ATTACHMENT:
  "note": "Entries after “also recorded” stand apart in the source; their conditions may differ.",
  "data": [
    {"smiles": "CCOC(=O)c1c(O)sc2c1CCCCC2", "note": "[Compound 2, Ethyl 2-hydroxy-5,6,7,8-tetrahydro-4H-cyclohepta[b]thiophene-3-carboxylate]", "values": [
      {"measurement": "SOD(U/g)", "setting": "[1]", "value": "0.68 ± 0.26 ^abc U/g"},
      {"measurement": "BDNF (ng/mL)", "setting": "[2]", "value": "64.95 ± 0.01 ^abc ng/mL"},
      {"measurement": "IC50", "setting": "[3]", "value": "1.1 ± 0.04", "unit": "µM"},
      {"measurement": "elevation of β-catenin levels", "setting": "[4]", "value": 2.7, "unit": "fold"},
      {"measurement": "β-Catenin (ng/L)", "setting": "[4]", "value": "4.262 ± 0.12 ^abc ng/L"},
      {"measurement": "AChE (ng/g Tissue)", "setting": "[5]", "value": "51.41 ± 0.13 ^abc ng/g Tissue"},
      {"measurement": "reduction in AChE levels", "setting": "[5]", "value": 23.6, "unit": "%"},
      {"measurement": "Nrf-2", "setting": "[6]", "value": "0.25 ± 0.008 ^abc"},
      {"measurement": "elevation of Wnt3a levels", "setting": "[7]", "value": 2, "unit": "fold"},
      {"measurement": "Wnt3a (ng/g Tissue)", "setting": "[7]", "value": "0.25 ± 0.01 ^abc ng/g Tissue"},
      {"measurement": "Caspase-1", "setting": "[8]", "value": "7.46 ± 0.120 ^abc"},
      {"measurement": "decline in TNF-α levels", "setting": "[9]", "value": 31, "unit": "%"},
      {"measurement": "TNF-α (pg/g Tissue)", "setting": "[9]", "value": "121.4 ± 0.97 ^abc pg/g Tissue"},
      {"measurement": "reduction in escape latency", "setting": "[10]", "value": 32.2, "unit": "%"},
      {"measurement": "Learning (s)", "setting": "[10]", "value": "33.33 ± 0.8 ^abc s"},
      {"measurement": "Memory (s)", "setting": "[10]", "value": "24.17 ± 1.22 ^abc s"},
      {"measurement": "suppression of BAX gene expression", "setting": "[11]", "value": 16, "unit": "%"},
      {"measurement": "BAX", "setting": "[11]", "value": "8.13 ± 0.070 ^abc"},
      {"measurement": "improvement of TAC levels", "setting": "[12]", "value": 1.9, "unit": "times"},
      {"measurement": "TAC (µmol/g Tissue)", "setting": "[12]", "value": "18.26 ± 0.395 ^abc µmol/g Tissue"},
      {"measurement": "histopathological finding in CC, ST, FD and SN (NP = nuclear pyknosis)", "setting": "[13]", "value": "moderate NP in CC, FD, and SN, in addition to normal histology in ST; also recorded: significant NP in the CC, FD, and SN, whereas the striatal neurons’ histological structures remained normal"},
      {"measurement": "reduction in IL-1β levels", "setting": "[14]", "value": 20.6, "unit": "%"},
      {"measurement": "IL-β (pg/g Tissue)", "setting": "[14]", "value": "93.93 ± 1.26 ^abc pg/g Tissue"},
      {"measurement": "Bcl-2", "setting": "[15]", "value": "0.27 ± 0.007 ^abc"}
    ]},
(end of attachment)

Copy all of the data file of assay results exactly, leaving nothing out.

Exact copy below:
  "note": "Entries after “also recorded” stand apart in the source; their conditions may differ.",
  "data": [
    {"smiles": "CCOC(=O)c1c(O)sc2c1CCCCC2", "note": "[Compound 2, Ethyl 2-hydroxy-5,6,7,8-tetrahydro-4H-cyclohepta[b]thiophene-3-carboxylate]", "values": [
      {"measurement": "SOD(U/g)", "setting": "[1]", "value": "0.68 ± 0.26 ^abc U/g"},
      {"measurement": "BDNF (ng/mL)", "setting": "[2]", "value": "64.95 ± 0.01 ^abc ng/mL"},
      {"measurement": "IC50", "setting": "[3]", "value": "1.1 ± 0.04", "unit": "µM"},
      {"measurement": "elevation of β-catenin levels", "setting": "[4]", "value": 2.7, "unit": "fold"},
      {"measurement": "β-Catenin (ng/L)", "setting": "[4]", "value": "4.262 ± 0.12 ^abc ng/L"},
      {"measurement": "AChE (ng/g Tissue)", "setting": "[5]", "value": "51.41 ± 0.13 ^abc ng/g Tissue"},
      {"measurement": "reduction in AChE levels", "setting": "[5]", "value": 23.6, "unit": "%"},
      {"measurement": "Nrf-2", "setting": "[6]", "value": "0.25 ± 0.008 ^abc"},
      {"measurement": "elevation of Wnt3a levels", "setting": "[7]", "value": 2, "unit": "fold"},
      {"measurement": "Wnt3a (ng/g Tissue)", "setting": "[7]", "value": "0.25 ± 0.01 ^abc ng/g Tissue"},
      {"measurement": "Caspase-1", "setting": "[8]", "value": "7.46 ± 0.120 ^abc"},
      {"measurement": "decline in TNF-α levels", "setting": "[9]", "value": 31, "unit": "%"},
      {"measurement": "TNF-α (pg/g Tissue)", "setting": "[9]", "value": "121.4 ± 0.97 ^abc pg/g Tissue"},
      {"measurement": "reduction in escape latency", "setting": "[10]", "value": 32.2, "unit": "%"},
      {"measurement": "Learning (s)", "setting": "[10]", "value": "33.33 ± 0.8 ^abc s"},
      {"measurement": "Memory (s)", "setting": "[10]", "value": "24.17 ± 1.22 ^abc s"},
      {"measurement": "suppression of BAX gene expression", "setting": "[11]", "value": 16, "unit": "%"},
      {"measurement": "BAX", "setting": "[11]", "value": "8.13 ± 0.070 ^abc"},
      {"measurement": "improvement of TAC levels", "setting": "[12]", "value": 1.9, "unit": "times"},
      {"measurement": "TAC (µmol/g Tissue)", "setting": "[12]", "value": "18.26 ± 0.395 ^abc µmol/g Tissue"},
      {"measurement": "histopathological finding in CC, ST, FD and SN (NP = nuclear pyknosis)", "setting": "[13]", "value": "moderate NP in CC, FD, and SN, in addition to normal histology in ST; also recorded: significant NP in the CC, FD, and SN, whereas the striatal neurons’ histological structures remained normal"},
      {"measurement": "reduction in IL-1β levels", "setting": "[14]", "value": 20.6, "unit": "%"},
      {"measurement": "IL-β (pg/g Tissue)", "setting": "[14]", "value": "93.93 ± 1.26 ^abc pg/g Tissue"},
      {"measurement": "Bcl-2", "setting": "[15]", "value": "0.27 ± 0.007 ^abc"}
    ]},